I CAN'T TELL YOU WHAT TO EAT. I know what you want. You want for me to make this easy for you. Just tell you what to eat. Just give you another diet. But I can't. Yes, you need to eat healthier overall to be healthy and weigh less. But what works for one person won't work for the next. The diet that works for me could make you sick. I see this all the time with Keto (yes, I love to pick on this ridiculously restrictive diet). Keto works well in very specific situations and is useful in treating certain medical conditions. Keto should NEVER be undertaken for the sole purpose of weight loss by the average Jane. Ketosis is a starvation response (we already talked about how that makes you fatter in this blog post), can cause kidney stones, nutrient deficiencies, can make you infertile long-term, and can also damage the heart muscle. And let's not forget that "going keto" also means swearing off of pizza, donuts, and wine...forever. Is that really realistic for you? Or does the keto diet set you up for a massive binge? (Hint: I've never met anyone who maintained keto for longer than 6 months.) Bottom line is this: Your weight is regulated by your brain and other complex mechanisms in the body that we don't yet fully understand. You do need to eat a "biologically sound" human diet to reach your optimally healthy weight. I cover both of those topics in my upcoming course, but suffice to say that if you have a dysfunctional relationship with food caused by years of yo-yo and restrictive dieting, you need to heal that relationship before you even think about weight loss again!

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STOP DIETING FOREVER AND HAVE A BONFIRE. I wish I could go into every woman’s house and burn all of her diet books, fitness magazines, and her scale. I wish I could go through her social media accounts and unfriend and un-follow all of the unrealistic #fitspo models that she follows. I urge you to get rid of all of the things that may tempt you to try the next lose-weight-quick-scheme. This may include getting rid of your scale and diet books, un-following certain social media profiles, distancing yourself from friends or colleagues who are dieting, and even putting away old photo albums from when you were thinner (for at least a little while as you regain your confidence with food and your body).  

Special note: this post is directed toward women who have been dieting for years and are struggling with all of the physical and emotional problems associated with yo-yo weight loss/gain. Sometimes you must repair your relationship with food and body before you can achieve long-term weight loss. That's said, not everyone has a dysfunctional relationship with food and body...but dieting is often the quickest way to get there. If you have never dieted before and have a healthy relationship with food and your body, use the information presented here as a cautionary tale and vow to never go on a restrictive diet! That doesn't mean go out and eat donuts and pizza all the time! If you ARE currently at an unhealthy weight, rather than focusing on weight loss and trying to force your body through strict diets, you can start lowering your "set point weight" by eating more fresh vegetables and fruits! It's really that simple! You should feel good about the foods you choose to eat and the exercise you choose to do...not restricted by it! No rules, no guilt, no problems!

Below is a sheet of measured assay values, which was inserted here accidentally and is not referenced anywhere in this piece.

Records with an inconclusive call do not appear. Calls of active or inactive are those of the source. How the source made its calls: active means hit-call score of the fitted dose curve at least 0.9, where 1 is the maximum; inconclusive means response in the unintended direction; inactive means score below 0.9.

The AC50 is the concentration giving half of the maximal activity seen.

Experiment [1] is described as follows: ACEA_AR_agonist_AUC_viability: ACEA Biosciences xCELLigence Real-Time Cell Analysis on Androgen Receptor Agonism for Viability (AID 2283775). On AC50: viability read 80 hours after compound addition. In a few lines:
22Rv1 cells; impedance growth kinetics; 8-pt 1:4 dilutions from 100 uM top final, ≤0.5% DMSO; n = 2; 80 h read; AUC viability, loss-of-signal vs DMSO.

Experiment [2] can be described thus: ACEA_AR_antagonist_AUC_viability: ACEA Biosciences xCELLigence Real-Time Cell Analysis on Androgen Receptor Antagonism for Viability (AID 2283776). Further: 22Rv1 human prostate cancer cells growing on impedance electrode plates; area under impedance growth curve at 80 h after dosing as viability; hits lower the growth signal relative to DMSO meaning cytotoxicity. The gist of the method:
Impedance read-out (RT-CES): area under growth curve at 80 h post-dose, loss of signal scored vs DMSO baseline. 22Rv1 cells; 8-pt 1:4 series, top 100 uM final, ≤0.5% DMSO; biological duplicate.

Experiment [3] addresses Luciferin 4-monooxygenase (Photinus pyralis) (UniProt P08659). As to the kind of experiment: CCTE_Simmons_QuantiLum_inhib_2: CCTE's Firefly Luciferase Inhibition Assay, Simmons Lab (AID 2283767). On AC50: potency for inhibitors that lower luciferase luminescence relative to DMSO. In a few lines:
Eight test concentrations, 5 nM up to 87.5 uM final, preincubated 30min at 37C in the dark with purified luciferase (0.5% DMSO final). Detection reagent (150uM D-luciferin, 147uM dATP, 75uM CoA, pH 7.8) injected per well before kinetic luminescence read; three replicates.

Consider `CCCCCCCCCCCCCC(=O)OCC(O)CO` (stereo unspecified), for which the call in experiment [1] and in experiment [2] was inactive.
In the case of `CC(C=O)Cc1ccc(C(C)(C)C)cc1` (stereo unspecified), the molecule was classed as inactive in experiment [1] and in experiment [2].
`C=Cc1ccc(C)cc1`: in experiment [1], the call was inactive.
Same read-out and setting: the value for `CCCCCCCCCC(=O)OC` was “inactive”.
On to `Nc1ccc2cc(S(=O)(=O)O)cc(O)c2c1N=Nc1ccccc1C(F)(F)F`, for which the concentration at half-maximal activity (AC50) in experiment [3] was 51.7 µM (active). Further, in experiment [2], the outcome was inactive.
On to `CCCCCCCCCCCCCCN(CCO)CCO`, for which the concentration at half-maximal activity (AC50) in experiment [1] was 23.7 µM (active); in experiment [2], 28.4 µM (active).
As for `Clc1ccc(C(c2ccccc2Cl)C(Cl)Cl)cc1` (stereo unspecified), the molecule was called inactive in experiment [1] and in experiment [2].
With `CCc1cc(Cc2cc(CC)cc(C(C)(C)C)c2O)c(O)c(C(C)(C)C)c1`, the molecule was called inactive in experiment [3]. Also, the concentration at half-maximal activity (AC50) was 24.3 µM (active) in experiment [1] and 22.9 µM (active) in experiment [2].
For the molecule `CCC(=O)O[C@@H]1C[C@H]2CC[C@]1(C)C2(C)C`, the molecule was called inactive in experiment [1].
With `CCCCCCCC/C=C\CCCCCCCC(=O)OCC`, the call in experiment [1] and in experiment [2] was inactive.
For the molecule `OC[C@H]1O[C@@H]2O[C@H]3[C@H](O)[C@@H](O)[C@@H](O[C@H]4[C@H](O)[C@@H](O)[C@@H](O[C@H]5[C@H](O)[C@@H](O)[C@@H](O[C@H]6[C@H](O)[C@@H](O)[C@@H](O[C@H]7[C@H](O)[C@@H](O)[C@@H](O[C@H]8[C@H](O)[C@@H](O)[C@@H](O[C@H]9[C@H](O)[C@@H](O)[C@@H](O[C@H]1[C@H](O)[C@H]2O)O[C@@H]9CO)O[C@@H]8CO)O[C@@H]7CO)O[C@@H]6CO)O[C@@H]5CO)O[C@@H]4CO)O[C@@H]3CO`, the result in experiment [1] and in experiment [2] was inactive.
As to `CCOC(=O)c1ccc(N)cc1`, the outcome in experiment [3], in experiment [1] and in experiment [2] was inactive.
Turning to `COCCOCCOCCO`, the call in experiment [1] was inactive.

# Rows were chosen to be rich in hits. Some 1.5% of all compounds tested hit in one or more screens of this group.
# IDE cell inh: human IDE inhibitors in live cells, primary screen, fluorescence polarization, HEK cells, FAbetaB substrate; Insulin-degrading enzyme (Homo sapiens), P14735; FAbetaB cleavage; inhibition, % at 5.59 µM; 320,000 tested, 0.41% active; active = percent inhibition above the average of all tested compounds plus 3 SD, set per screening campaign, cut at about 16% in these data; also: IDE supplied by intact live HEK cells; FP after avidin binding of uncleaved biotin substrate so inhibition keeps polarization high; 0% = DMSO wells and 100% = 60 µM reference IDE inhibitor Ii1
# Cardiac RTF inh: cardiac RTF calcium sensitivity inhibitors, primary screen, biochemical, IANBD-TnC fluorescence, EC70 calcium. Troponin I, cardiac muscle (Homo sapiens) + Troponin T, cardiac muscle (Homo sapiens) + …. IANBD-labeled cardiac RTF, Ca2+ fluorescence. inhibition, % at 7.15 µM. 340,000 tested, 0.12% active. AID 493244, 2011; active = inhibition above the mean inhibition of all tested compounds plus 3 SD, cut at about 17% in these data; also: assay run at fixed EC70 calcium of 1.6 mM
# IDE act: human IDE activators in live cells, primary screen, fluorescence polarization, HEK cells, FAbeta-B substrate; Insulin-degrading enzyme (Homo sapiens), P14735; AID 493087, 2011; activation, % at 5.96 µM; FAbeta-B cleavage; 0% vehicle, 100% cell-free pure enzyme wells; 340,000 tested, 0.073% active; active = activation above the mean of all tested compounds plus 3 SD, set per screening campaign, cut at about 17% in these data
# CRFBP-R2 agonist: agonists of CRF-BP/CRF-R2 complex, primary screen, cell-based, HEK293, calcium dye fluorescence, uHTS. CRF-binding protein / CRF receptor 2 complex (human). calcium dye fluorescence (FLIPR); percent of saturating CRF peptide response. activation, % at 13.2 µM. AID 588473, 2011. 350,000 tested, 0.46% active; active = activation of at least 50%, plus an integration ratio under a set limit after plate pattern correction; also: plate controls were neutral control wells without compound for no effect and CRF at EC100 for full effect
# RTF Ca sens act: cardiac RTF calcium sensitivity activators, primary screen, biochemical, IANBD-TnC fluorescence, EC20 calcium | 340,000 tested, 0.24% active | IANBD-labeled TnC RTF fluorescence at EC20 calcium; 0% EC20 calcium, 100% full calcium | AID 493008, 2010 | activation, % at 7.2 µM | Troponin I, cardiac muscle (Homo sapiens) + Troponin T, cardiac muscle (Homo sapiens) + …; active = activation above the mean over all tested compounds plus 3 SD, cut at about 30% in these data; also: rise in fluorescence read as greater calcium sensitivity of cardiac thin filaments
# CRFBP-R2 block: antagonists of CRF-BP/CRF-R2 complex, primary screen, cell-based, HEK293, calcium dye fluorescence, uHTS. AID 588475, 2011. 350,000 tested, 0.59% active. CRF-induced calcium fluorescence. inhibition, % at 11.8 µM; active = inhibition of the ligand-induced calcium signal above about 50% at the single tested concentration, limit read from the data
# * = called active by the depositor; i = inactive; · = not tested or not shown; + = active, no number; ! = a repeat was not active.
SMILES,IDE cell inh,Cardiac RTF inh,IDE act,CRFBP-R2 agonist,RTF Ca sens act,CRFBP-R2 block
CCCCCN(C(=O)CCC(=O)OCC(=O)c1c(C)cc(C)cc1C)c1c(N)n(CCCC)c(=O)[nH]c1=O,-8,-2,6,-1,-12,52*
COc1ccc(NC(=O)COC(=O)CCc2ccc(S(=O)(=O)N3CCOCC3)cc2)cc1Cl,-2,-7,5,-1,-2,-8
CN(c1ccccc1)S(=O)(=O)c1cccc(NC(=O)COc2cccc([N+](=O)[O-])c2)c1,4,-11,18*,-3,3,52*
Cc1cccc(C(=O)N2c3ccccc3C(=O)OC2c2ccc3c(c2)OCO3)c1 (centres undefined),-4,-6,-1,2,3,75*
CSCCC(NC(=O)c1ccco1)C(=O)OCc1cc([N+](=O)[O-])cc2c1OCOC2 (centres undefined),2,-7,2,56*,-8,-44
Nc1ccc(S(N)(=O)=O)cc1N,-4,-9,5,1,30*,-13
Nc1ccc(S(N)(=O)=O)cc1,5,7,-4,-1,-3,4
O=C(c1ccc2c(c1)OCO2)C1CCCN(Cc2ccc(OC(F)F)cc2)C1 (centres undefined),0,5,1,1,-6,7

Finally, and perhaps most importantly, LOVE YOURSELF UNCONDITIONALLY, GIRL! Your body is an amazing machine operating in a foreign environment. Try to remember that your body is not against you, it is not trying to sabotage you. It’s simply doing what millions of years of evolution taught it to do: save your life in the event of a famine.

So breathe deeply, get enough sleep, love fully (especially your amazing self), enjoy the journey, and eat some good food...

Show your body that everything is going to be okay…because it is.


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Feeling desperate to lose weight yet out of control around food can wreck your life. If you're in this spot, I know how you feel. I know about the obsessions. I know about losing control around food. I know the shame of midnight binges. I know about hiding empty candy wrappers, chip bags, and frosting containers in the attic so no one will find out. I know the misery of fearing food and social situations where food is present. I know the torture of paying penance for eating by fasting and over-exercising. I know the bloated and hopeless despair of having your pants fit tighter and tighter. Years of this self-administered abuse has wreaked havoc on my body, self-image, and metabolism...and worse has caused strain in my relationships. But there's a way out.

One of my favorite sayings is "sometimes the way out is through". When your relationship with food and body is damaged, sometimes you have to repair it before you can focus on health and weight loss. I had to make this difficult choice. I had to choose to stop dieting. I had to choose to stop trying to lose weight. I had to choose ME over FEAR. I decided that living my life in constant fear - fear of food and fear of gaining weight - was worse than staying fat. And it worked.

If you are in this place...I feel for you. I understand you. I think I can help you. If you are at the end of your dieting rope...just drop the rope...and try something that's completely out of the box. I have a guided online course starting in late September that will take you step-by-step through my process of healing. Please contact me today for more details and to get on the waiting list. What's the worst that could happen? You end up needing to lose 20 pounds for the 2,000th time in your life?